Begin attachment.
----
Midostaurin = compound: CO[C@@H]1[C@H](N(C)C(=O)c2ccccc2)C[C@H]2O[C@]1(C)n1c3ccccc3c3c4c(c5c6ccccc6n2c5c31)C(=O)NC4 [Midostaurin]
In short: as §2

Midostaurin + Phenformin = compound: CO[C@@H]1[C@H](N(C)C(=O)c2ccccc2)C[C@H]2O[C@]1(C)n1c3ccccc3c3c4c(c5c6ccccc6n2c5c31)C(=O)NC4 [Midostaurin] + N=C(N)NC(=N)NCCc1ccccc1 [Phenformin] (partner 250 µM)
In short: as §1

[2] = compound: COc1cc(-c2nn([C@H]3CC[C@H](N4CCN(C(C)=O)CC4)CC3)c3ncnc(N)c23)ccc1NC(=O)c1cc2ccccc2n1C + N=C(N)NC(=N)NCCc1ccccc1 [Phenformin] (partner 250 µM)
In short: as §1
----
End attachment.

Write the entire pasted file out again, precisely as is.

Midostaurin = compound: CO[C@@H]1[C@H](N(C)C(=O)c2ccccc2)C[C@H]2O[C@]1(C)n1c3ccccc3c3c4c(c5c6ccccc6n2c5c31)C(=O)NC4 [Midostaurin]
In short: as §2

Midostaurin + Phenformin = compound: CO[C@@H]1[C@H](N(C)C(=O)c2ccccc2)C[C@H]2O[C@]1(C)n1c3ccccc3c3c4c(c5c6ccccc6n2c5c31)C(=O)NC4 [Midostaurin] + N=C(N)NC(=N)NCCc1ccccc1 [Phenformin] (partner 250 µM)
In short: as §1

[2] = compound: COc1cc(-c2nn([C@H]3CC[C@H](N4CCN(C(C)=O)CC4)CC3)c3ncnc(N)c23)ccc1NC(=O)c1cc2ccccc2n1C + N=C(N)NC(=N)NCCc1ccccc1 [Phenformin] (partner 250 µM)
In short: as §1